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How vulnerable is the hard drive in bumpy rides?

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  • How vulnerable is the hard drive in bumpy rides?

    I am contemplating buying a tablet PC for the car. How vulnerable is the hard drive in bumpy rides? How to protect the hard drive from shocks? Please advise. Thanks!
    PriiDash(TM) open source software
    Enhanced Instrument Panel and Data Logger

  • #2
    i dont protect mine at all... 320gb sata desktop drive. there is constant error-correction going on, and the drives themselves are rated for g forces well beyond any bump youll hit. dont worry about it, at very worst your computer might seem a tad slower because its waiting for the harddrive to recover, but youll never really notice it.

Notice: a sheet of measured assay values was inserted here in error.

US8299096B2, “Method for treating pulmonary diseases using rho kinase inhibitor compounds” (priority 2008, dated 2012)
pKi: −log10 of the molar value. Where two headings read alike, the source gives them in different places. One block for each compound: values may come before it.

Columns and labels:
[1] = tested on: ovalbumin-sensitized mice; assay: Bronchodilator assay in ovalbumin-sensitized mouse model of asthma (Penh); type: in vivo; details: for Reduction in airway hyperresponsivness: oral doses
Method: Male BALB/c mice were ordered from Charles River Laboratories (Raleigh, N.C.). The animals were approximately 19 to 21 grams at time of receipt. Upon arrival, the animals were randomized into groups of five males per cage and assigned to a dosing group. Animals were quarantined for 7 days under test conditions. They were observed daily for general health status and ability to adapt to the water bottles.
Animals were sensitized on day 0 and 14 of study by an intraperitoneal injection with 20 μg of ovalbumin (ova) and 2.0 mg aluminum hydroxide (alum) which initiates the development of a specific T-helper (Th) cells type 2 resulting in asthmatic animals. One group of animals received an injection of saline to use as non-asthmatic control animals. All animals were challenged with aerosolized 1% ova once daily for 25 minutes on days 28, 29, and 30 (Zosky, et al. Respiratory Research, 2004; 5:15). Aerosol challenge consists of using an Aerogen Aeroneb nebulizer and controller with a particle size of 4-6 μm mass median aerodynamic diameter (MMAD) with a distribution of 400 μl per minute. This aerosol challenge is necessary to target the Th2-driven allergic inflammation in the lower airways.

careful about adding protection too. you dont want to overheat your drive and you dont want it loose enough to oscillate, which would end up being worse then just mounting the drive normally in a fixed fashion.

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    • #3
      +1

      it seems the best solution is no solution at all..

      as trader mentioned, some isolation systems can increase vibration on the drive..
      My OLD 2001 Mitsubishi Eclipse GT:
      "The Project That Never Ended, until it did"


      next project? subaru brz
      carpc undecided

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      • #4
        Originally posted by 2009Prius View Post
        I am contemplating buying a tablet PC for the car. How vulnerable is the hard drive in bumpy rides? How to protect the hard drive from shocks? Please advise. Thanks!
        If its going in a Prius, I'd say don't sweat it. If its going in a rockcrawler or off-road vehicle, that's a whole different environment.